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Who Funds Parent's Guide to Cord Blood?

October 2016
Frances Verter, PhD


A recent publication1 characterized the web site of our non-profit Foundation as “sponsored by commercial banks”. In order to clarify our operations and put to rest any invalid assumptions, we are voluntarily publishing a breakdown of our sources of financial support during the calendar year 2015, our last complete fiscal year.

We have divided the sources of our 2015 revenue into the following four categories:

  1. Family – Organizations that are primarily devoted to providing or facilitating private cord blood storage for families.
  2. Public - Organizations that are primarily devoted to providing or facilitating cord blood donations to public banks.
  3. Hybrid - Organizations that have substantial activity in both public and private cord blood banking.
  4. Non-Aligned  – All supporters who cannot be categorized as belonging to either the Family or Public camps. This includes all vendors of cord blood banking supplies and all individual donors.

This pie chart shows the percentages of our Foundation’s 2015 revenue that fell into these four categories. While the biggest single slice of our 2015 revenue is 44% from the Family banking category, it is not our dominant source of support. Overall, in 2015 we received 56% of our support from a combination of sources that promote public banking, or hybrid banking, or are not aligned on this topic.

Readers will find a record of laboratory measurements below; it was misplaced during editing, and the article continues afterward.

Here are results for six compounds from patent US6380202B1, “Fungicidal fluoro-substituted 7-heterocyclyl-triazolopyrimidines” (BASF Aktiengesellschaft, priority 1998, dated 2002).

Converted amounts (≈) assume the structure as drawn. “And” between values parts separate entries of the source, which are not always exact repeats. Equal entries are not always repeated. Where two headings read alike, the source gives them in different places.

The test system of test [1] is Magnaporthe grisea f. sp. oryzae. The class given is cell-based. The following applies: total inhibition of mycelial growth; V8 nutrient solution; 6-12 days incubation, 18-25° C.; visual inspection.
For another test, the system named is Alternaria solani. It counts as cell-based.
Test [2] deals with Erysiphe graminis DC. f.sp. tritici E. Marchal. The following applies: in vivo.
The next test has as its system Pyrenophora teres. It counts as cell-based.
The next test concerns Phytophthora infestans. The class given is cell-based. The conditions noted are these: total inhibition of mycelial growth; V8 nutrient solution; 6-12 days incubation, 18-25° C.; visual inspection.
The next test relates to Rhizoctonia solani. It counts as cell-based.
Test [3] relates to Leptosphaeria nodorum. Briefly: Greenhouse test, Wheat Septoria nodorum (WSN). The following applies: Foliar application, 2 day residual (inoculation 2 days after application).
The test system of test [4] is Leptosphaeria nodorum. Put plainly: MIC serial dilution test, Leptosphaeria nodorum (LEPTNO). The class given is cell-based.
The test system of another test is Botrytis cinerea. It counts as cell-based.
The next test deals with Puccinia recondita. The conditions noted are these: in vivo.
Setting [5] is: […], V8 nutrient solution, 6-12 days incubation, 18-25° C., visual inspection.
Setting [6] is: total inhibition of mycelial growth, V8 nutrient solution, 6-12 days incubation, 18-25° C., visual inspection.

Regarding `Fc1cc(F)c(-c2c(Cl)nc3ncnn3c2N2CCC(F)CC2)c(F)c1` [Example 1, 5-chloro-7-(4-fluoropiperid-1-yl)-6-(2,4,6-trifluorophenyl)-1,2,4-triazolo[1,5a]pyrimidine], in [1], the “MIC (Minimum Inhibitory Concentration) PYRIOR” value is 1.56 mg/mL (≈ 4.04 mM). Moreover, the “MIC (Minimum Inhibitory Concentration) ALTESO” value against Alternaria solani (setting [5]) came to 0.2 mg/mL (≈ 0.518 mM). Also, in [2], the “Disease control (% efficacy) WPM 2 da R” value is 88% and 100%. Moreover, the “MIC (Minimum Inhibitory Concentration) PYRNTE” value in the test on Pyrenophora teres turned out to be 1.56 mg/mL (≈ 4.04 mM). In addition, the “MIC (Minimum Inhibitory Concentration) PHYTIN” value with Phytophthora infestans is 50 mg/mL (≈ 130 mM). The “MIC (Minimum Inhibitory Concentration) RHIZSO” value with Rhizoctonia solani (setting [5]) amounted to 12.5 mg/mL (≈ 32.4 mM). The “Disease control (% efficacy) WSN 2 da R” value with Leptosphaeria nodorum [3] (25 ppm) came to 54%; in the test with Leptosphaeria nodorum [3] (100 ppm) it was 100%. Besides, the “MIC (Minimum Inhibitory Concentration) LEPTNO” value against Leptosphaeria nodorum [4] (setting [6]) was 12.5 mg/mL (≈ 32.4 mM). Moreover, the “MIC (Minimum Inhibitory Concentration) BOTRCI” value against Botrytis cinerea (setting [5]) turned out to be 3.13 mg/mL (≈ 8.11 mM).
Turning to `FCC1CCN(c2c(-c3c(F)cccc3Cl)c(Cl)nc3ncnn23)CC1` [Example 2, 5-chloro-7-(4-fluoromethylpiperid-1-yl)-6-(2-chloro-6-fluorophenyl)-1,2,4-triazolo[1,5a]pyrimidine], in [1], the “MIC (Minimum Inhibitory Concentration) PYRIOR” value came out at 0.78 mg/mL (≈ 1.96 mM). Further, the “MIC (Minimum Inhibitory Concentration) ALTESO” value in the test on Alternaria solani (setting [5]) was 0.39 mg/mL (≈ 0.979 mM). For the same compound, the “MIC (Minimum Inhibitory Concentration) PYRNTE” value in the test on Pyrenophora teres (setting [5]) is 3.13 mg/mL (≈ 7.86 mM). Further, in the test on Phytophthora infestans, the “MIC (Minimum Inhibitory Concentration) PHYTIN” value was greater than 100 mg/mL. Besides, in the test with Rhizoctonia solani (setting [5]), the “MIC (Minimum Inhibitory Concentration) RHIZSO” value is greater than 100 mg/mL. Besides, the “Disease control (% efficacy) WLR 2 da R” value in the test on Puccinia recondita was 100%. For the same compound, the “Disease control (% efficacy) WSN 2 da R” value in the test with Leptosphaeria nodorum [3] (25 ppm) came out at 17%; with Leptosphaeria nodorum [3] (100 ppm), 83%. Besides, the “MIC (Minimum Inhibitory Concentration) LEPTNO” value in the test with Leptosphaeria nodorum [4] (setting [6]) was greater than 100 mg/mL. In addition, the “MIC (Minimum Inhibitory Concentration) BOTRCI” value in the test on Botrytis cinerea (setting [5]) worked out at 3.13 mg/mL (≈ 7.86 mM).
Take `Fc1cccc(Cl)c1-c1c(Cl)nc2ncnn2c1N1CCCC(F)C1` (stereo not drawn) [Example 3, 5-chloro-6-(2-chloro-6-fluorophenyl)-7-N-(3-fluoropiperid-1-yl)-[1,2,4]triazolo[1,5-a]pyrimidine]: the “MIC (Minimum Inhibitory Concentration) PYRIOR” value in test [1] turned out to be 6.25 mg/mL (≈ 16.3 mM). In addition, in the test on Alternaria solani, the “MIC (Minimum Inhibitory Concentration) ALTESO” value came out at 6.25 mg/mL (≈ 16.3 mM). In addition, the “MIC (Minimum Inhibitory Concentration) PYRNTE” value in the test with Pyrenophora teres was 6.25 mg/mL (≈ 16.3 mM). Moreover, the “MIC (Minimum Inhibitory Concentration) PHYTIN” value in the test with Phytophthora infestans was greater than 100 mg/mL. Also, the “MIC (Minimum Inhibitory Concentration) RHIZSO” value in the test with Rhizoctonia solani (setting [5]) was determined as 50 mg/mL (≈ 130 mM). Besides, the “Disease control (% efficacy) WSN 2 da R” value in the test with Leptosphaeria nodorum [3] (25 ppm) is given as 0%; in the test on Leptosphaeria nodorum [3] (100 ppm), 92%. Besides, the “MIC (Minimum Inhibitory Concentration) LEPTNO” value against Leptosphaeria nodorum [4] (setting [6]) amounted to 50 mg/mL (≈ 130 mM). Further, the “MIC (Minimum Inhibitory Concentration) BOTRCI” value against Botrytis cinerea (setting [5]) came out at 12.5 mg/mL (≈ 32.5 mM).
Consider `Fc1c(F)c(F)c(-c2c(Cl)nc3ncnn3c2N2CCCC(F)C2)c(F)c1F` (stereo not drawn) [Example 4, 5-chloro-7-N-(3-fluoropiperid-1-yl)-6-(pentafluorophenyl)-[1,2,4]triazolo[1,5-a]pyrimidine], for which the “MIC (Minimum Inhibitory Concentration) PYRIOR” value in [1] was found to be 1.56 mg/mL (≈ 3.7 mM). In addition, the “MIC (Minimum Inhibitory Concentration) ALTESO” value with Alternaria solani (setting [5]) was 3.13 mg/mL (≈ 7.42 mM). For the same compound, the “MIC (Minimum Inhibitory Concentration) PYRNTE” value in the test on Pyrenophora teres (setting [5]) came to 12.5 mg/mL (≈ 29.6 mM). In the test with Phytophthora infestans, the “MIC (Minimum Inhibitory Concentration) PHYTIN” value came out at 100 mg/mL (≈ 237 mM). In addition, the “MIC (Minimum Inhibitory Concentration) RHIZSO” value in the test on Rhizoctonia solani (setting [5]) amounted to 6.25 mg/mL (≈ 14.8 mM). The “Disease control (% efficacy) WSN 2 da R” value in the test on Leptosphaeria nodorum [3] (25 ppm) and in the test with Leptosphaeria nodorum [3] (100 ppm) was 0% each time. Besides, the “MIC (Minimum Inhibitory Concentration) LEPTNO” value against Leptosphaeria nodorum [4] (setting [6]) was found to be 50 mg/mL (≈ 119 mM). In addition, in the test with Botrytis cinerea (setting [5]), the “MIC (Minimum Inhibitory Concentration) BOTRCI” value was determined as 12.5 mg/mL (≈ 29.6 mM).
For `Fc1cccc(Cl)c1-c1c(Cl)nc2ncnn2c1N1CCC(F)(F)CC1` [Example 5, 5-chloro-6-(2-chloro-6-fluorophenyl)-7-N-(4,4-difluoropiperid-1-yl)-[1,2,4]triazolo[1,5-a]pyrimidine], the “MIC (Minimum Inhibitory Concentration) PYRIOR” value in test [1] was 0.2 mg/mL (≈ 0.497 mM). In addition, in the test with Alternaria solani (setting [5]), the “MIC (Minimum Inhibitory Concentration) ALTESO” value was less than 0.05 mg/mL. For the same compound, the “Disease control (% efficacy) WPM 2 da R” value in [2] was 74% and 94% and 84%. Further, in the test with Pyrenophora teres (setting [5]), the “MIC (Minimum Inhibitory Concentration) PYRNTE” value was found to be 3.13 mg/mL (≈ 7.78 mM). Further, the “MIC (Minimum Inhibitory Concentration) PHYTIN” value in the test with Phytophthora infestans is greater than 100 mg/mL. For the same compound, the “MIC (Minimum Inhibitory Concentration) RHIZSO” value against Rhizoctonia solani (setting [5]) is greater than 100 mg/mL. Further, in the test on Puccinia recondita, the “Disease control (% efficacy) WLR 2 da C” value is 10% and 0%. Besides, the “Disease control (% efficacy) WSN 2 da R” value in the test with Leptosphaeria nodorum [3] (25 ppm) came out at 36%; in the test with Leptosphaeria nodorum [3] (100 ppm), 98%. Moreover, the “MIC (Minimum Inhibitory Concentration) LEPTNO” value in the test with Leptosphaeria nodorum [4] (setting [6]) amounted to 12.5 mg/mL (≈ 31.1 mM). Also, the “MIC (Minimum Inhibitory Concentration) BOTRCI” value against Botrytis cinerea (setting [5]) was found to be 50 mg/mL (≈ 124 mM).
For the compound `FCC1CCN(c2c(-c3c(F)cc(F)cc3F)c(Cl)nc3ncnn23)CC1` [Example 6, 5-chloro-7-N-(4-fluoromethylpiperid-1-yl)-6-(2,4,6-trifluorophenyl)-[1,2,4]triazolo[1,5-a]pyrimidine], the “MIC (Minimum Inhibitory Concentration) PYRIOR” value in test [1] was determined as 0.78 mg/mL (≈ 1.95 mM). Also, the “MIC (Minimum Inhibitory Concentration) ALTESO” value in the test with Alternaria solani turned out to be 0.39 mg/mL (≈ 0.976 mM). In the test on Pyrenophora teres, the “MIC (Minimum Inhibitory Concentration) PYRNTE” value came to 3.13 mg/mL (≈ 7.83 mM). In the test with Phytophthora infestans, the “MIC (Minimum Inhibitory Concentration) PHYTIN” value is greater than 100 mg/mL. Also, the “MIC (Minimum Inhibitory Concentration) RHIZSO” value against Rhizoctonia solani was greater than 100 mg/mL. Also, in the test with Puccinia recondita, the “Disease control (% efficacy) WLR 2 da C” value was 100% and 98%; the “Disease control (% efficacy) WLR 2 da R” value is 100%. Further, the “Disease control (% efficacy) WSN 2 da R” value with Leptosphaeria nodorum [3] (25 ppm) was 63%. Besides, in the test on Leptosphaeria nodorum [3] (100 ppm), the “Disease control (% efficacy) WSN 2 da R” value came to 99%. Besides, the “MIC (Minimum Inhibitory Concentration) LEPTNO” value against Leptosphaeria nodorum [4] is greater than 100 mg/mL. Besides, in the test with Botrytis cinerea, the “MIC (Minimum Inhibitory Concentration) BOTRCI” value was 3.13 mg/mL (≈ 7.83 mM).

Parent’s Guide to Cord Blood Foundation has a proven track record of combining income from numerous sources and converting it into cord blood education that is evenly divided between public and private banking models. Over the past year and a half, our Foundation has received support from 65 organizations headquartered in over two dozen countries, demonstrating that we have a broad and international base of support for our mission.


  1. Gregory Katz, Industrial Economics of Cord Blood Banks, Chapter 24 of Cord Blood Stem Cells and Regenerative Medicine, published 2015 Elsevier Academic Press. (see page 338)  doi 10.1016/B978-0-12-407785-0.00024-4